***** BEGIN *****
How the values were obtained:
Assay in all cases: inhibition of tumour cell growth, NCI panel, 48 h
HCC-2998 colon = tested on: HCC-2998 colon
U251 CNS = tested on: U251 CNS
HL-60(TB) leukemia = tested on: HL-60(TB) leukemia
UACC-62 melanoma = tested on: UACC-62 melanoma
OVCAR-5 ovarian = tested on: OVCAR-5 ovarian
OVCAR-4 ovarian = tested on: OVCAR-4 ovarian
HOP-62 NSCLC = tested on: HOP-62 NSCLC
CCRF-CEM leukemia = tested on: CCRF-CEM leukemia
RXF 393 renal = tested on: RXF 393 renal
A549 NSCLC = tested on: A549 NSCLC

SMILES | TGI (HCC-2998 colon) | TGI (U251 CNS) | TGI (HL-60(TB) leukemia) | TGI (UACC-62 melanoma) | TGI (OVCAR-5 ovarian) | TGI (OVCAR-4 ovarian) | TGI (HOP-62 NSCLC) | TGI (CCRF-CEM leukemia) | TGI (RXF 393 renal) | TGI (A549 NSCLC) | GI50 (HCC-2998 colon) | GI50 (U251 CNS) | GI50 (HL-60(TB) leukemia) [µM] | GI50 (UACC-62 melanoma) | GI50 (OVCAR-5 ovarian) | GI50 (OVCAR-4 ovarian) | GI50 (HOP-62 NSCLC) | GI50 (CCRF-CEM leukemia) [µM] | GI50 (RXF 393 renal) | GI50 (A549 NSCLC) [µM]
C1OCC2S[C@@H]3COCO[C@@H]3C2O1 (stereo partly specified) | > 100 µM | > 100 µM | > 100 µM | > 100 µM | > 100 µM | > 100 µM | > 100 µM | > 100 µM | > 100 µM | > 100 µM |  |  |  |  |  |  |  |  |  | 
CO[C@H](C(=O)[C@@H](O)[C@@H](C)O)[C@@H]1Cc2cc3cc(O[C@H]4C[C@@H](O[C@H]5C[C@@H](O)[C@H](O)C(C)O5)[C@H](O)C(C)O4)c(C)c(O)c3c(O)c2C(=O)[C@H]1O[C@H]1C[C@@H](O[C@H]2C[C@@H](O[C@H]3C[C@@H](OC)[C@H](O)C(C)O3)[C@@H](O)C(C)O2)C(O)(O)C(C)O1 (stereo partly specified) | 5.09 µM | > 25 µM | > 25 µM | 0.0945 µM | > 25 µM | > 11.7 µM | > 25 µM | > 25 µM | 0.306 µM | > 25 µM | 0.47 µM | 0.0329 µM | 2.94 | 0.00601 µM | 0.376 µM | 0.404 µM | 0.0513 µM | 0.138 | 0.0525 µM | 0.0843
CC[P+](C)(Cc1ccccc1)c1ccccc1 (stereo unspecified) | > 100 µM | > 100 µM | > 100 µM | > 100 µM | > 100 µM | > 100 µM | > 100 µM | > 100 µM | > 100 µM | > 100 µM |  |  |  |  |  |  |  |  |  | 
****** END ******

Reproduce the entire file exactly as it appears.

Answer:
How the values were obtained:
Assay in all cases: inhibition of tumour cell growth, NCI panel, 48 h
HCC-2998 colon = tested on: HCC-2998 colon
U251 CNS = tested on: U251 CNS
HL-60(TB) leukemia = tested on: HL-60(TB) leukemia
UACC-62 melanoma = tested on: UACC-62 melanoma
OVCAR-5 ovarian = tested on: OVCAR-5 ovarian
OVCAR-4 ovarian = tested on: OVCAR-4 ovarian
HOP-62 NSCLC = tested on: HOP-62 NSCLC
CCRF-CEM leukemia = tested on: CCRF-CEM leukemia
RXF 393 renal = tested on: RXF 393 renal
A549 NSCLC = tested on: A549 NSCLC

SMILES | TGI (HCC-2998 colon) | TGI (U251 CNS) | TGI (HL-60(TB) leukemia) | TGI (UACC-62 melanoma) | TGI (OVCAR-5 ovarian) | TGI (OVCAR-4 ovarian) | TGI (HOP-62 NSCLC) | TGI (CCRF-CEM leukemia) | TGI (RXF 393 renal) | TGI (A549 NSCLC) | GI50 (HCC-2998 colon) | GI50 (U251 CNS) | GI50 (HL-60(TB) leukemia) [µM] | GI50 (UACC-62 melanoma) | GI50 (OVCAR-5 ovarian) | GI50 (OVCAR-4 ovarian) | GI50 (HOP-62 NSCLC) | GI50 (CCRF-CEM leukemia) [µM] | GI50 (RXF 393 renal) | GI50 (A549 NSCLC) [µM]
C1OCC2S[C@@H]3COCO[C@@H]3C2O1 (stereo partly specified) | > 100 µM | > 100 µM | > 100 µM | > 100 µM | > 100 µM | > 100 µM | > 100 µM | > 100 µM | > 100 µM | > 100 µM |  |  |  |  |  |  |  |  |  | 
CO[C@H](C(=O)[C@@H](O)[C@@H](C)O)[C@@H]1Cc2cc3cc(O[C@H]4C[C@@H](O[C@H]5C[C@@H](O)[C@H](O)C(C)O5)[C@H](O)C(C)O4)c(C)c(O)c3c(O)c2C(=O)[C@H]1O[C@H]1C[C@@H](O[C@H]2C[C@@H](O[C@H]3C[C@@H](OC)[C@H](O)C(C)O3)[C@@H](O)C(C)O2)C(O)(O)C(C)O1 (stereo partly specified) | 5.09 µM | > 25 µM | > 25 µM | 0.0945 µM | > 25 µM | > 11.7 µM | > 25 µM | > 25 µM | 0.306 µM | > 25 µM | 0.47 µM | 0.0329 µM | 2.94 | 0.00601 µM | 0.376 µM | 0.404 µM | 0.0513 µM | 0.138 | 0.0525 µM | 0.0843
CC[P+](C)(Cc1ccccc1)c1ccccc1 (stereo unspecified) | > 100 µM | > 100 µM | > 100 µM | > 100 µM | > 100 µM | > 100 µM | > 100 µM | > 100 µM | > 100 µM | > 100 µM |  |  |  |  |  |  |  |  |  | 